North London Food & Culture

Murphy’s Yard: have your say on this significant NW5 development

Should views of Parliament Hill from Kentish Town be obstructed? Read a clear summary of the application

Take a good look at this main image, which, with its outline of the proposed tower blocks, pretty much sums up the controversy around the Murphy’s Yard development.
Its aim is to transform a huge corridor of Kentish Town (scroll down to see the map). But that glorious sunset view over the railway tracks to Parliament Hill? Well, that may look quite different if the current plans go ahead.
If you still need to read up on what’s been proposed, we strongly advise heading straight to the website of independent not-for-profit Dartmouth Park Neighbourhood Forum (DPNF), who this week put together a clear outline of the Murphy’s Yard planning application, which itself runs to thousands of pages.
It has prepared this concise summary to inform the whole NW5 neighbourhood (and beyond) about the huge transformations on the horizon for Kentish Town.
Once you’ve read this, we advise adding your own comments to Camden Council – details of how to do this below. In this shorter feature we’ve also outlined some key points from the DPNF’s summary, also linked at the end. This week, it’s also emerged that Historic England have lodged an objection to the “harmful” application.
And don’t forget, Murphy’s is one of several major developments in the area; others in West Kentish Town include the demolition and rebuilding of Bacton Low Rise and the Wendling Estate.

Murphys Yard

WHAT IS BEING PROPOSED? A minimum of 750 and maximum of 825 homes and a maximum of 95,000 sqm of other uses, mainly industrial and employment. The site today has less than 20,000 sqm of floorspace of any description, including the Murphy’s HQ. The proposal is for a series of residential towers of up to 19 storeys and a row of very large floorplate industrial buildings of up to 8 storeys. Development would take place over a period of approximately 9 years.
WHAT ABOUT THE HOUSING MIX? WILL THE HOMES BE AFFORDABLE? 88% of the 825 homes will be 1-bed and 2-bed flats. As a proportion, this is twice as many as Camden’s own Strategic Housing Market Assessment (SHMA) says is needed throughout the Borough. Just 14 of the 825 homes will be family (4-bed) houses. Camden’s policies say that 35% of homes should be ‘affordable’, but the planning application claims that this amount of ‘affordable’ is not viable. So we do not know what proportion will be ‘affordable’, but they are arguing that it must be less than the required 35%. It will be subject to future planning applications. The developer’s Viability Assessment assumes that a 2-bedroom flat in one of the towers will cost around £950,000 to £1,000,000 at today’s prices.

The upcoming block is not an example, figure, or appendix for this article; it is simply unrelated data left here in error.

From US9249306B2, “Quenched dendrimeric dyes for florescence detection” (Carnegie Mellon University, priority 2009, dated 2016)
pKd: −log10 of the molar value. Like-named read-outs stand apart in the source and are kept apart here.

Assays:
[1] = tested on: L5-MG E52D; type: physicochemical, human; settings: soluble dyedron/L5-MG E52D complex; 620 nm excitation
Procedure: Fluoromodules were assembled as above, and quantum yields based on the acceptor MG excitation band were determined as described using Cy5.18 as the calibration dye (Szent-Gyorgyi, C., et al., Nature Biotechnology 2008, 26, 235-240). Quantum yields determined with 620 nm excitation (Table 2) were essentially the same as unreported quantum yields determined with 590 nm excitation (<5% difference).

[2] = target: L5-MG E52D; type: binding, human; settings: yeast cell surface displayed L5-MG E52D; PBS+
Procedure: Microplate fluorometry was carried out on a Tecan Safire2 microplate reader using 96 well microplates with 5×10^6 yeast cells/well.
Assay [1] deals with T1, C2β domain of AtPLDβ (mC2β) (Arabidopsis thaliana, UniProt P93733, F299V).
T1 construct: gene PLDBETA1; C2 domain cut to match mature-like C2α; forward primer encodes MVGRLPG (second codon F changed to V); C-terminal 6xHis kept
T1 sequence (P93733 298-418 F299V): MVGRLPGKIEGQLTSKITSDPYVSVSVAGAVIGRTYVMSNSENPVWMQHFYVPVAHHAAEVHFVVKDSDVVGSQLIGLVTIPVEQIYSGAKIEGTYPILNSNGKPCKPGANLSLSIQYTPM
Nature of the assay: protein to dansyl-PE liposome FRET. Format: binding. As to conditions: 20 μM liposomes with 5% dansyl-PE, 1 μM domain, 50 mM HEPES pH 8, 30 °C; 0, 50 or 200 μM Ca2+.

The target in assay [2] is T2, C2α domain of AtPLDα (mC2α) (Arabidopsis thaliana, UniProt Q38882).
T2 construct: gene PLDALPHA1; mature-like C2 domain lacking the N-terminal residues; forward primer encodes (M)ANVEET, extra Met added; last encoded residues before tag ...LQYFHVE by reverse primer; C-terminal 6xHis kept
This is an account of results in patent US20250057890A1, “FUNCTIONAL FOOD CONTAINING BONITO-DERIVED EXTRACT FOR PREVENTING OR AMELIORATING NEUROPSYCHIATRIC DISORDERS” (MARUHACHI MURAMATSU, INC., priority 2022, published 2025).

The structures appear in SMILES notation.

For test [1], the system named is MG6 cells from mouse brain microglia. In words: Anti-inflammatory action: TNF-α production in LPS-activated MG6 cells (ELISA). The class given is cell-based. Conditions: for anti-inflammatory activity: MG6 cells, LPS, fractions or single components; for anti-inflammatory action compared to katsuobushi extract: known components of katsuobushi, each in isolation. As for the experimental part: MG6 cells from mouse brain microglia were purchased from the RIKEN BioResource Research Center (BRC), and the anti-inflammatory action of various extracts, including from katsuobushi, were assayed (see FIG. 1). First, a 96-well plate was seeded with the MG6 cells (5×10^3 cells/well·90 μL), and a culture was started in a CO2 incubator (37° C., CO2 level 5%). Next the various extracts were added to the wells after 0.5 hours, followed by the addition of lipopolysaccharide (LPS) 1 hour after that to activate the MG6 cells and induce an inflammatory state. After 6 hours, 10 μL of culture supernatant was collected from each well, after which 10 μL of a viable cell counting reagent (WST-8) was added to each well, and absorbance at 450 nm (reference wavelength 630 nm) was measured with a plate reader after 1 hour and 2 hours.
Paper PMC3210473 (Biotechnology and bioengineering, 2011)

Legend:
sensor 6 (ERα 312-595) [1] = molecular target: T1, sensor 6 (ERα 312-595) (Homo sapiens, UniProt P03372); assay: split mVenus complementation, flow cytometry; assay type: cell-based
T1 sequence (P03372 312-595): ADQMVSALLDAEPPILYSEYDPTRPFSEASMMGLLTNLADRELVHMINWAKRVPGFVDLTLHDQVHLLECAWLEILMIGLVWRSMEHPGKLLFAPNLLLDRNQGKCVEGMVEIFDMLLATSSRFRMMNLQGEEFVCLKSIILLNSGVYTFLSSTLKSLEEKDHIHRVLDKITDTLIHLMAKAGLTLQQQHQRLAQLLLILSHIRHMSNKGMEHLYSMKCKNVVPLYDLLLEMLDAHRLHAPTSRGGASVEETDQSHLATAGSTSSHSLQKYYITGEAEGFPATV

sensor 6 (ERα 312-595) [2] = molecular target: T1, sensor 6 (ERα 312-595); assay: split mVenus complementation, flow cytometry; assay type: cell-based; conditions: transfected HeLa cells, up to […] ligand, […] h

HOW WILL THE DEVELOPMENT FIT INTO THE NEIGHBOURHOOD? WHAT ABOUT VIEWS? The proposal is for a high density development. Both the residential and employment components will be much more dense and bulky than anything else in the wider area. It will be characterised by very large buildings linked by ambitious open space. The development will loom large in views from all directions, including Hampstead Heath and Oak Village. The protected views of St Pauls from Parliament Hill and Kenwood will not be directly affected but the protected view of Parliament Hill from Kentish Town will be largely blocked (see main image, above).

Murphys Yard
Murphys Yard: how it may look.

At the end of their summary, DPNF sum up with three positives:
– Some locals may agree with the developer that this addresses local need for housing and employment space in a highly efficient way.
– They may find new residential towers to be alluring, or at least put up with them.
– They may be excited by the opening up of an underused site and the promise of new facilities and set piece open spaces.
And they conclude with six negatives:
– The expert Design Review Panel states that the impacts of squeezing too much development into a limited space is damaging to the character of the area will ruin treasured and protected views and result in a development with a poor quality of life.
– The resulting towers will lead to too many small flats and not enough housing for families, which the Council’s own housing need study concludes are needed.
– The development will not provide enough affordable housing, as stated in the developer’s own reports.
– The proposal provides limited services for young people, according to the developer’s reports.
– With its massive structures, the development has a very high level of embodied carbon and is expected to have high energy use due to lack of ambitious insulation requirements. They have not followed good practice for environmental building design, including for natural ventilation and cooling, and will contribute to the heat island effect.
– There are better ways to provide housing, jobs and facilities, using low-rise, high-density models.

Want to read more on the subject? Check out the DPNF summary of the Murphy’s Yard development in full here. What do you think? Let the Council know by 21 February via this link. (Application number: 2021/3225/P)


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